Search Results

You are looking at 1 - 3 of 3 items for

  • Author or Editor: Milica Ćalović x
Clear All Modify Search
Restricted access

Milica Ćalović, Qibin Yu, Vladimir Orbović, Frederick G. Gmitter Jr, Jude W. Grosser and Chunxian Chen

Six mandarin cultivars, Ponkan (Citrus reticulata), Willowleaf (Citrus deliciosa), Kinnow (Citrus nobilis × C. deliciosa), Murcott (purported C. reticulata × Citrus sinensis), W. Murcott [purported (C. reticulata × C. sinensis) × C. reticulata)], and Snack (purported C. reticulata hybrid), were used in protoplast fusion with different parental combinations to generate somatic hybrids. Sixty-five somatic regenerants were obtained using optimized formulation of enzymes and molecular weight of polyethylene glycol for improved protoplast yield and heterokaryon fusion rate, respectively. Flow cytometry was used to determine the ploidy level of somatic regenerants, and nuclear expressed sequence tag–simple sequence repeat (EST-SSR) markers to determine their parental source. Of the 65 somatic regenerants, 46 were identified as autotetraploids, 18 allotetraploids, and one undefined. The EST-SSR markers also revealed that some ‘W. Murcott’ embryogenic callus lines that were presumed to be of nucellar origin were actually derived unexpectedly from individual ovules of zygotic origin. These mandarin-derived tetraploids are valuable as potential breeding parents for interploid crosses with an aim at seedlessness and easy-peeling traits.

Free access

Jude W. Grosser, Hyun Joo An, Milica Calovic, Dong H. Lee, Chunxian Chen, Monica Vasconcellos and Frederick G. Gmitter Jr

Somatic hybridization through protoplast fusion has proven to be a valuable technique in citrus for producing unique allotetraploid breeding parents that combine elite diploid selections. Many citrus somatic hybrids are now flowering and being used in interploid crosses to generate triploid hybrids that produce seedless fruit, a primary objective of citrus breeding programs. Most of the early somatic hybrids produced for mandarin improvement combined sweet oranges with mandarins, because the performance of sweet oranges in tissue/protoplast culture generally exceeds that of most mandarin selections. However, a high percentage of triploid progeny from interploid crosses using sweet orange + mandarin somatic hybrids as the tetraploid parent produce fruit that are difficult to peel. We report nine new allotetraploid somatic hybrids and five new autotetraploids from somatic fusion experiments involving easy-peel mandarin parents. These tetraploids can be used in interploid crosses to increase the percentage of seedless triploid progeny producing easy-to-peel fruit. Ploidy level of the new tetraploids was determined by flow cytometry and their genetic origin by expressed sequence tag–simple sequence repeat marker analysis.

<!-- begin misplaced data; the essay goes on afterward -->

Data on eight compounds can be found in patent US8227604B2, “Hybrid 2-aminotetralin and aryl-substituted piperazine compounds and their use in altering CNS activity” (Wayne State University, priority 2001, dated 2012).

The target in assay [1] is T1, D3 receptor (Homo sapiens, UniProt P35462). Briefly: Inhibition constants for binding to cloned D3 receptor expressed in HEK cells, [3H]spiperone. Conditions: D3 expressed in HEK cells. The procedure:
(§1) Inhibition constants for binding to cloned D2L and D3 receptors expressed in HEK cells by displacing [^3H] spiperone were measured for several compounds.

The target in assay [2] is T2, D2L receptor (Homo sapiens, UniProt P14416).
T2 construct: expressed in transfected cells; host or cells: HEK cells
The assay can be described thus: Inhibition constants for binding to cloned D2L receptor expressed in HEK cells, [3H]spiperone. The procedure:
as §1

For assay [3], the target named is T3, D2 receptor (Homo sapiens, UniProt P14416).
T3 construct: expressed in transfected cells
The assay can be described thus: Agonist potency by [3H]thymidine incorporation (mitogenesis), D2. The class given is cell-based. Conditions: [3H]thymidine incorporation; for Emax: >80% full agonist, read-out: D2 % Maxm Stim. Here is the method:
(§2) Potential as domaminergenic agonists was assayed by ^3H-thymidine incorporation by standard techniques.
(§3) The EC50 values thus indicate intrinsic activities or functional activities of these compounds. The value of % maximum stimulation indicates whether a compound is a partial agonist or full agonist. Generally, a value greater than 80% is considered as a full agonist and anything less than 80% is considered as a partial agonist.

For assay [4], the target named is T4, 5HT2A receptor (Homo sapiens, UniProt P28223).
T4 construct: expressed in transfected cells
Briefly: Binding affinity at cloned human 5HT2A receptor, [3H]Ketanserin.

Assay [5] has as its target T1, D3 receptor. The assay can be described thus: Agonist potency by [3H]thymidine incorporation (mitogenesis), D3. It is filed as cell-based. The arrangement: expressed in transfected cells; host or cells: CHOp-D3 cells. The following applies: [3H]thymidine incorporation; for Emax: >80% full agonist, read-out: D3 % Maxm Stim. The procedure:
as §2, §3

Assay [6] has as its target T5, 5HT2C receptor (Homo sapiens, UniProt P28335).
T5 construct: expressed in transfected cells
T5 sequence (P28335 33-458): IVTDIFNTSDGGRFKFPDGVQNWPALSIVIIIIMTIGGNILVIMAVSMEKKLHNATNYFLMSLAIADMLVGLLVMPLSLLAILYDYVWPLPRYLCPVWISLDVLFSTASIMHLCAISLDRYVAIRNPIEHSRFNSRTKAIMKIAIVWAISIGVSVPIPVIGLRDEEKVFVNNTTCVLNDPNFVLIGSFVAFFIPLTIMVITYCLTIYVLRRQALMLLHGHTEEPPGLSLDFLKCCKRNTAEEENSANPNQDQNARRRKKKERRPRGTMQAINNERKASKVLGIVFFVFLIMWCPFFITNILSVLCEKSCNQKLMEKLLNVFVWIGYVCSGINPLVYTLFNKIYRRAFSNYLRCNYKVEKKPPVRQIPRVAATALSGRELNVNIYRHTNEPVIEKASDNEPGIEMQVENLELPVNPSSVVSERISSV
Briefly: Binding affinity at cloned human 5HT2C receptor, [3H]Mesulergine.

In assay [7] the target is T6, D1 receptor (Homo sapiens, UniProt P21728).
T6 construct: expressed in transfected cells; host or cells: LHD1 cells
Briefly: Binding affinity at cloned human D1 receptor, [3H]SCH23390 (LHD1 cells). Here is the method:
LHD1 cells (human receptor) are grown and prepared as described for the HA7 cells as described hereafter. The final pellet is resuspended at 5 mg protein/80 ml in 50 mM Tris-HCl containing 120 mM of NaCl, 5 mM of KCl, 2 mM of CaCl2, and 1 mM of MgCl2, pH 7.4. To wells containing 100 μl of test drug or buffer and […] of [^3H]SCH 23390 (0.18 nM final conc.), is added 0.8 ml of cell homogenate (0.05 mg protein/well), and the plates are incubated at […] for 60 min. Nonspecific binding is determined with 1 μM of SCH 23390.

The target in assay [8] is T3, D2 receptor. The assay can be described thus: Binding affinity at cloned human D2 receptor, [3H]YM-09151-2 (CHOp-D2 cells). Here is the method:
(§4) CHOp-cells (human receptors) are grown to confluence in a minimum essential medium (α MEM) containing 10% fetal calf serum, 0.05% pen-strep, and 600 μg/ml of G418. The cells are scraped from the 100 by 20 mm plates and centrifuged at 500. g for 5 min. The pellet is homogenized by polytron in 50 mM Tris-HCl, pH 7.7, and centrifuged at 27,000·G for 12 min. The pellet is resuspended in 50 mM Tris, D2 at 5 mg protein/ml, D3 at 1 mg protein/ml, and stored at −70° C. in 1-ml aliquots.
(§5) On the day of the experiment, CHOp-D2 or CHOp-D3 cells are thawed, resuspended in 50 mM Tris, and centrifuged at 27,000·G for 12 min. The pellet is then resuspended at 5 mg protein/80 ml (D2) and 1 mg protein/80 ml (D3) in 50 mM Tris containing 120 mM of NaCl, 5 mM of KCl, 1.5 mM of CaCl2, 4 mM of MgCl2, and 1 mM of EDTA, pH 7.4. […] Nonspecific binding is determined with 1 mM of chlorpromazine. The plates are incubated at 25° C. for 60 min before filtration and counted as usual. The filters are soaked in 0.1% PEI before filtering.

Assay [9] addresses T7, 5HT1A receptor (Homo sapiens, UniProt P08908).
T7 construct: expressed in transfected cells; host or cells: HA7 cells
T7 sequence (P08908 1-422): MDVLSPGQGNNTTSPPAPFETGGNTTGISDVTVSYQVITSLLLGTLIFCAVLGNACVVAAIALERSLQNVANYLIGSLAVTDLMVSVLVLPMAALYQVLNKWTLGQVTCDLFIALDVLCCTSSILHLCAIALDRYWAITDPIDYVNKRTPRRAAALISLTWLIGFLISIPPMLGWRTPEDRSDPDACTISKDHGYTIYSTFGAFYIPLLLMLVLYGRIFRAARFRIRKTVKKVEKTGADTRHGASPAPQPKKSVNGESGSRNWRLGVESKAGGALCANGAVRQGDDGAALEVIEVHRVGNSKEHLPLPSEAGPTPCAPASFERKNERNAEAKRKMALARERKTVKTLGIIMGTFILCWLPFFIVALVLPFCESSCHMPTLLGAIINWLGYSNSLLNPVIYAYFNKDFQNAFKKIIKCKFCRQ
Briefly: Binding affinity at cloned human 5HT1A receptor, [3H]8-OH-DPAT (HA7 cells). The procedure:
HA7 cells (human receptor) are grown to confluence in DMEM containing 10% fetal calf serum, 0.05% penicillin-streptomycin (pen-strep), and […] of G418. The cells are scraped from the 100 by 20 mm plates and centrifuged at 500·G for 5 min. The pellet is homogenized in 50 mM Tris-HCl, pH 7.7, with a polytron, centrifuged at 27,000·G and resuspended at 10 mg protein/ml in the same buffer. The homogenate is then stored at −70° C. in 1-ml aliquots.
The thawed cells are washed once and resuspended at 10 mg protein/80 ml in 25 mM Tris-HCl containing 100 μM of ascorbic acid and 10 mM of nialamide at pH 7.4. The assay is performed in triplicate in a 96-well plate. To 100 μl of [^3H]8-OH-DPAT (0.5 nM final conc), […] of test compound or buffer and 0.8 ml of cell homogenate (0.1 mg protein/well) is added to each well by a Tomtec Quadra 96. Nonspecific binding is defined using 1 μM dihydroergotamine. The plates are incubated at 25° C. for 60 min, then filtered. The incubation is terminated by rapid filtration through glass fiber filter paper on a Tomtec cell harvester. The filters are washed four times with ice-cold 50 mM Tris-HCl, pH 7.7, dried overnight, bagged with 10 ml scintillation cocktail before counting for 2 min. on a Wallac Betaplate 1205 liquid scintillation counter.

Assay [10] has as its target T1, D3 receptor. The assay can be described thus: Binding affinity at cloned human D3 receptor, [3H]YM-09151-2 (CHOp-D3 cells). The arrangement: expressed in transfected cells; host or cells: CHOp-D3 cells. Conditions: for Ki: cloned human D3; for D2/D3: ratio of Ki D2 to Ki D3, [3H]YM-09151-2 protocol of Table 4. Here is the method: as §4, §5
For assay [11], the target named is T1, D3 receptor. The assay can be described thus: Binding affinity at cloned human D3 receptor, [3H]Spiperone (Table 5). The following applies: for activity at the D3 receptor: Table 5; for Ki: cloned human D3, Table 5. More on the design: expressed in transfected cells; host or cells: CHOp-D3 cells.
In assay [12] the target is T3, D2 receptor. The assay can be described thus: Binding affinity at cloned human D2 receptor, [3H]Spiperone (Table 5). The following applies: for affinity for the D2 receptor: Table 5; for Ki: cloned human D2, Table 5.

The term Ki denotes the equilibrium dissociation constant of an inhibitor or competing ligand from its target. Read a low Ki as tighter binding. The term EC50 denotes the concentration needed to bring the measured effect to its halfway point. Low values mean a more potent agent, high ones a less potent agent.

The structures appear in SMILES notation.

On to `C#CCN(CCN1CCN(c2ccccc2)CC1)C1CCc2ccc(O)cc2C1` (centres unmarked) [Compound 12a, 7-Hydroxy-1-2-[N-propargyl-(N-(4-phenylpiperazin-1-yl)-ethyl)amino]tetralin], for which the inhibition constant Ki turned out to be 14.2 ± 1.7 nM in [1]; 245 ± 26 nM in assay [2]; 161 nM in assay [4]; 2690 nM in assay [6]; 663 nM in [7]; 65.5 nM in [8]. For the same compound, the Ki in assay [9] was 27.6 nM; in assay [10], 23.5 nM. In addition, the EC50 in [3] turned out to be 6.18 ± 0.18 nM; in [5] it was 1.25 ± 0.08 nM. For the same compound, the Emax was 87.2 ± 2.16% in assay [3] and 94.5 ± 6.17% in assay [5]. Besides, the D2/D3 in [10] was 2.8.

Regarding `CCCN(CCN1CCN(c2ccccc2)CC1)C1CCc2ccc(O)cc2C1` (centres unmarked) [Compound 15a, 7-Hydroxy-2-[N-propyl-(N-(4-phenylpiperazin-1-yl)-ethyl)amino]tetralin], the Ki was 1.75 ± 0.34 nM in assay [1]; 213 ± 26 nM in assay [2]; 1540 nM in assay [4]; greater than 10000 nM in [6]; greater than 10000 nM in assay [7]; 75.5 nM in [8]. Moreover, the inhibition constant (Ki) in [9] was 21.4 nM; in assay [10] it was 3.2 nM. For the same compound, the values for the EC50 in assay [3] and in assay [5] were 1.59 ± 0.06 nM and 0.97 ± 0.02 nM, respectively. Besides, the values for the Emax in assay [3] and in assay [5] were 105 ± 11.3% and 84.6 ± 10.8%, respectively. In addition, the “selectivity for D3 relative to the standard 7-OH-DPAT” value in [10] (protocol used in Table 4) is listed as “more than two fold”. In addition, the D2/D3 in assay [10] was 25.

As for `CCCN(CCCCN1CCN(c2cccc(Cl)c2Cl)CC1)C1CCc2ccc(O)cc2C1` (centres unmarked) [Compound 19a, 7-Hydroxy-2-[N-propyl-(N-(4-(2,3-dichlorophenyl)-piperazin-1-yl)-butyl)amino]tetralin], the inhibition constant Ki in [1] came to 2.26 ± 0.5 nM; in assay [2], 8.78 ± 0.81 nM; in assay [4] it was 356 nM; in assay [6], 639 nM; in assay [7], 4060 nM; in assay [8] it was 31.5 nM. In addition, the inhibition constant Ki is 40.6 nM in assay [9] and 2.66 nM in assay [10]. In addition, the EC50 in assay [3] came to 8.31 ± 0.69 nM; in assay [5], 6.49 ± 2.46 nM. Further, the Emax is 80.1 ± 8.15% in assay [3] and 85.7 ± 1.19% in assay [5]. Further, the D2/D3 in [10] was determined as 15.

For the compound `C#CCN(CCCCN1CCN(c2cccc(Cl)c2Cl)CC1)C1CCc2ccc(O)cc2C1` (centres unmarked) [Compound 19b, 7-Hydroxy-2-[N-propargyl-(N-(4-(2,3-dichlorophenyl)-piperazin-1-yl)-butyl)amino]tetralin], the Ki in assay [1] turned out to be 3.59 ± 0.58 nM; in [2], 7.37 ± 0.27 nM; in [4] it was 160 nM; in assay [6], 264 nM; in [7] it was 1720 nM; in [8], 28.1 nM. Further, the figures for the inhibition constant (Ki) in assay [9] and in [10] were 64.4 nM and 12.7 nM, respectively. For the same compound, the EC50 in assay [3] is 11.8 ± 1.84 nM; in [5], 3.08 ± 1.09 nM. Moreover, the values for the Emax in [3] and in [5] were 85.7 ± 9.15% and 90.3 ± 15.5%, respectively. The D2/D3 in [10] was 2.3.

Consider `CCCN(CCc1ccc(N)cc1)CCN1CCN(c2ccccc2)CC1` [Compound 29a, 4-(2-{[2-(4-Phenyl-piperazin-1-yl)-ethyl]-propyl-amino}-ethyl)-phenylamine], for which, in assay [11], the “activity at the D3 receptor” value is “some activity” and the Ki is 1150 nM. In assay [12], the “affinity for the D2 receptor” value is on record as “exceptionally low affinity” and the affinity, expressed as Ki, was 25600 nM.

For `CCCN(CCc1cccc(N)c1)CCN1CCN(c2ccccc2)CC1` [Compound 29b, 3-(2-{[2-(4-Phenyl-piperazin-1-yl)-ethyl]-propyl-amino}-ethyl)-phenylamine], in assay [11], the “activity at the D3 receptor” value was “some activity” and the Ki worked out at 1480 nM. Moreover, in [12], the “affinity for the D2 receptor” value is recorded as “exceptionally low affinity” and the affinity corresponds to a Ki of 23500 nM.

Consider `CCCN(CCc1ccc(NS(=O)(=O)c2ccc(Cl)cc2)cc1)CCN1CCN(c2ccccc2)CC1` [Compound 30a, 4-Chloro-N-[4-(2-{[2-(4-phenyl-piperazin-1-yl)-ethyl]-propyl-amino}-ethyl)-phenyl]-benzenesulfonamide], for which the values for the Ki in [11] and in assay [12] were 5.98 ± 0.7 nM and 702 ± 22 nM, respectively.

Free access

Chunxian Chen, Jude W. Grosser, Milica Ćalović, Patricia Serrano, Gemma Pasquali, Julie Gmitter and Fred G. Gmitter Jr

Somatic hybridization is a powerful tool for the genetic improvement of citrus rootstocks, and it is part of an efficient in vitro-based breeding system described here. An essential component of the system is the requirement of confirming tetraploidy and the combination of the two donor genomes. Expressed sequence tag–simple sequence repeat (EST-SSR) markers provide a means to accomplish both of these objectives, and their application to a population of pummelo [Citrus grandis (L.) Osbeck] + mandarin (C. reticulata Blanco) somatic hybrids developed for the specific purpose of providing alternative rootstocks for sour orange (Citrus aurantium L.) is detailed. Nineteen new somatic hybrids were produced from various mandarin and pummelo parents, and their ploidy level and the complementation of their nuclear genomes were confirmed using four EST-SSR markers. These markers were selected from markers previously mapped in sweet orange [C. sinensis (L.) Osbeck] and trifoliate orange [Poncirus trifoliata (L.) Raf.] and prescreened for suitable allelic polymorphism within the mandarin and pummelo lines used. After polymerase chain reaction amplification of sequences from the parents and putative hybrids, the products were separated on a genetic sequencer and visualized electronically. Additionally, EST-SSR markers identified the unexpected zygotic origin of a presumed nucellar embryogenic callus line. Integration of EST-SSR techniques for high-throughput genotyping with previously developed approaches to somatic hybrid creation increases substantially the effectiveness and efficiency of this in vitro-based breeding system for citrus rootstock improvement.